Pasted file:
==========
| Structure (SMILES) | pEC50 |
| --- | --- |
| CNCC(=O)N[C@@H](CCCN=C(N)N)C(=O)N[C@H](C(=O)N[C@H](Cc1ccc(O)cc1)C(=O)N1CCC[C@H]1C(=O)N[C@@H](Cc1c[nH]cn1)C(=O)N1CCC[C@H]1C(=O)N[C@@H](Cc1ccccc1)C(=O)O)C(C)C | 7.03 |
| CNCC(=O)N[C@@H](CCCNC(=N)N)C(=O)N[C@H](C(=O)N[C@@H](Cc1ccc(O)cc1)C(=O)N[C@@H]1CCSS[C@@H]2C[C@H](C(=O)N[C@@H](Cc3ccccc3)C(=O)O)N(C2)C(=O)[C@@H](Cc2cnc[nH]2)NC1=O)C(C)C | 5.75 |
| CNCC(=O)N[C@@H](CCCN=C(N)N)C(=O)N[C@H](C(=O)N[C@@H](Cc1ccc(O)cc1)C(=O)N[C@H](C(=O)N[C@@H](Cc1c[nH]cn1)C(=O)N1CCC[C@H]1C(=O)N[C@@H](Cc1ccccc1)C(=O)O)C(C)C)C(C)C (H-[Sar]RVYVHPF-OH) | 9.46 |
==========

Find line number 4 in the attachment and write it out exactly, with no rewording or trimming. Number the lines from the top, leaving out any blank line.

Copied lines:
| CNCC(=O)N[C@@H](CCCNC(=N)N)C(=O)N[C@H](C(=O)N[C@@H](Cc1ccc(O)cc1)C(=O)N[C@@H]1CCSS[C@@H]2C[C@H](C(=O)N[C@@H](Cc3ccccc3)C(=O)O)N(C2)C(=O)[C@@H](Cc2cnc[nH]2)NC1=O)C(C)C | 5.75 |